(Bloomberg) -- Now that Special Counsel Robert Mueller has closed up shop and submitted his long-awaited final report, an explosive chain of events is sure to follow.
There will be a struggle in Congress, on cable TV and social media -- and probably in the courts -- over how much evidence must be disclosed from Mueller’s 22-month inquiry into Russian interference in the 2016 presidential campaign.
There’s also likely to be an epic political fight over whether anything from the inquiry directly or indirectly implicates President Donald Trump in wrongdoing that may merit his impeachment, as some Democrats say, or whether it clears him after an investigation that he and Republican supporters regularly call a “witch hunt.”
Here’s a look at how the Mueller report is likely to play out:
Why It Starts Out Secret
Justice Department regulations call for a special counsel to provide a final report to the attorney general, who decides what to tell Congress and make public.
The only exception under the regulations is that Congress must be told if the special counsel was prohibited from taking any specific action. “There were no such instances during the Special Counsel’s investigation,” Barr wrote in a letter to lawmakers Friday.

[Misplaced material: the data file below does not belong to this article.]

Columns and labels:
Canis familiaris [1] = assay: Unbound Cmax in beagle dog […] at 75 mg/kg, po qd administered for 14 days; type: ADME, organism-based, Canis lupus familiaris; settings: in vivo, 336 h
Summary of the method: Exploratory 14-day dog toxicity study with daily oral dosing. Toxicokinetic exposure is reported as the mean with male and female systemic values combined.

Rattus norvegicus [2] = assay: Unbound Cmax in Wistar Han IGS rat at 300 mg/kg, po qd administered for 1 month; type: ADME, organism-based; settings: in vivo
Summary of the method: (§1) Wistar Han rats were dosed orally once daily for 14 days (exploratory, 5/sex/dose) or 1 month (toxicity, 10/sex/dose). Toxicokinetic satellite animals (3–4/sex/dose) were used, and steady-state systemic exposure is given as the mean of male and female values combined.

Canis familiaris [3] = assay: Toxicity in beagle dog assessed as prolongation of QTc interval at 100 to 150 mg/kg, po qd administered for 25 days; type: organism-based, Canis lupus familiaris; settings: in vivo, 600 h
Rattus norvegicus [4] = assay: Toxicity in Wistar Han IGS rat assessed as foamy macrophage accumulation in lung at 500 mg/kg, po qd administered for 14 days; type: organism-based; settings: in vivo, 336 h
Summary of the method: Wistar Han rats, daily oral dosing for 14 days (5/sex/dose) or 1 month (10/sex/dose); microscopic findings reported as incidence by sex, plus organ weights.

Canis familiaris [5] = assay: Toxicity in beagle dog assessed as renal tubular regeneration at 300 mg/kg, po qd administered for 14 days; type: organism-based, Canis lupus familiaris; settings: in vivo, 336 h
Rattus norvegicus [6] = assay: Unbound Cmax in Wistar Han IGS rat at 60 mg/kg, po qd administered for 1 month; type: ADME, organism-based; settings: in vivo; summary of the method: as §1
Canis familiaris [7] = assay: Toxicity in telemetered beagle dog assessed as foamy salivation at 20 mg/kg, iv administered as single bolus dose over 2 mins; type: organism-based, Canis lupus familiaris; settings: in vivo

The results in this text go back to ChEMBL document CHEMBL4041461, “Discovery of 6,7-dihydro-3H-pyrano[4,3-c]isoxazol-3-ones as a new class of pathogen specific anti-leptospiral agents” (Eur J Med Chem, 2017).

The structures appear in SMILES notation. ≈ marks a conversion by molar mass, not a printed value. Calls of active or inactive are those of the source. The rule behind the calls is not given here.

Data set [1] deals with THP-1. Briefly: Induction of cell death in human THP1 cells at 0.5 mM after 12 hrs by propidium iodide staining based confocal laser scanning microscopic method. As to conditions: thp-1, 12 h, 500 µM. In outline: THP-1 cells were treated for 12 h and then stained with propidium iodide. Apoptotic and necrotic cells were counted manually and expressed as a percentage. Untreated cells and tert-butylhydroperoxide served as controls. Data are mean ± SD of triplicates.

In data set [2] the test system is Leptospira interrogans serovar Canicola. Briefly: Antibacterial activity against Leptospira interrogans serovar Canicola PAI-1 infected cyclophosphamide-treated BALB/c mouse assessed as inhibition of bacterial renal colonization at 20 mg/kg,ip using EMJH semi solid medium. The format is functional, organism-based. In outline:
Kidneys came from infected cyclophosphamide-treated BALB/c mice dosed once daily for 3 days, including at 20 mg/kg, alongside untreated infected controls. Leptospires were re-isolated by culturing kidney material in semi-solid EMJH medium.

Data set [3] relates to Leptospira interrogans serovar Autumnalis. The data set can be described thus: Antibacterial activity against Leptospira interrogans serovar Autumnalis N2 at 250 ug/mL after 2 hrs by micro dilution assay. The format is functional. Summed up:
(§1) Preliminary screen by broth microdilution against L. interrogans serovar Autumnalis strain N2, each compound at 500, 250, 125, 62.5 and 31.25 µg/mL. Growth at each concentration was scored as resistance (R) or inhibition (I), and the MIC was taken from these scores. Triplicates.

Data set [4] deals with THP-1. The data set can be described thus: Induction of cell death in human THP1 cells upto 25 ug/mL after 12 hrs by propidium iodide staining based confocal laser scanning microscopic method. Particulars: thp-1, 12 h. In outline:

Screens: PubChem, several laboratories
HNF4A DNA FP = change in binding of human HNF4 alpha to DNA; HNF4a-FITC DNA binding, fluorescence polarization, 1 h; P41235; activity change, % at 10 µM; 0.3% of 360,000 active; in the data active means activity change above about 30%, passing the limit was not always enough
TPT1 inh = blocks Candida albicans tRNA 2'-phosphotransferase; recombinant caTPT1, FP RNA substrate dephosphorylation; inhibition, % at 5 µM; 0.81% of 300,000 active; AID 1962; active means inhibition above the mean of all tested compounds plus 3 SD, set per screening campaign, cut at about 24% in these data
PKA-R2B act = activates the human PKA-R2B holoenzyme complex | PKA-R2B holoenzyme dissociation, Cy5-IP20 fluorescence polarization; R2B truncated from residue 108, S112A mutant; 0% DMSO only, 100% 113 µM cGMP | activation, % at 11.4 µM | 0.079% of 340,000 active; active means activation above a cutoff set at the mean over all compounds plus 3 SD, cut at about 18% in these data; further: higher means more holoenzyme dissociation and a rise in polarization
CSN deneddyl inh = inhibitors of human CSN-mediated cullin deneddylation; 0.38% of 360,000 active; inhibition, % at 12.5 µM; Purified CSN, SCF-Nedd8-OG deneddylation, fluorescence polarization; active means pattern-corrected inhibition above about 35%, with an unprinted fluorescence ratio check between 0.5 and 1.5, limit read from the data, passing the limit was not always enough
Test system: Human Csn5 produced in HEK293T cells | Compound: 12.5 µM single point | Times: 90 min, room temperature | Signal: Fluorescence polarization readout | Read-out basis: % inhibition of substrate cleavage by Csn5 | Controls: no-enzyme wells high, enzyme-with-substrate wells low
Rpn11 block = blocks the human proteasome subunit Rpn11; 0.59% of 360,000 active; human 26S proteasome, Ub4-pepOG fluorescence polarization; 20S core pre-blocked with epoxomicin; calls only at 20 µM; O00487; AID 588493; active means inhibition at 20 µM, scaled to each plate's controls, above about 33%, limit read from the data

Barr may send his own summary of the findings to Congress, rather than Mueller’s actual report. He said in the letter that he was reviewing the report and may be able to advise lawmakers of Mueller’s “principal conclusions as soon as this weekend.”
He said he also was consulting with Mueller and Deputy Attorney General Rod Rosenstein, who appointed the special counsel, “to determine what other information from the report can be released to Congress and the public.”
Why Barr May Keep Trump Out of It
While Barr pledged “as much transparency as possible,” he has previously suggested that promise has its limits. At his confirmation hearing in January, Barr cited Justice Department policies that a president can’t be indicted while in office -- and that prosecutors shouldn’t comment on someone who isn’t indicted.
But a precedent may have been set by former FBI Director James Comey, when he made public comments about Democrat Hillary Clinton’s use of a private email server, even though his investigation didn’t result in any charges against her. His comments brought criticism at various points from Democrats and Republicans.
“If you’re not going to indict someone, then you don’t stand up there and unload negative information about the person,” Barr told the Senate Judiciary Committee.
It also isn’t clear how many details Mueller put in his report, especially about Trump.
What Democrats Will Demand
Democrats will demand to see Mueller’s full report and not just a summary from Barr, if that’s what he sends Congress.
Beyond Mueller’s report, Democrats have vowed to seek access to the bulk of the special counsel’s work -- including documents, interview notes and other evidence.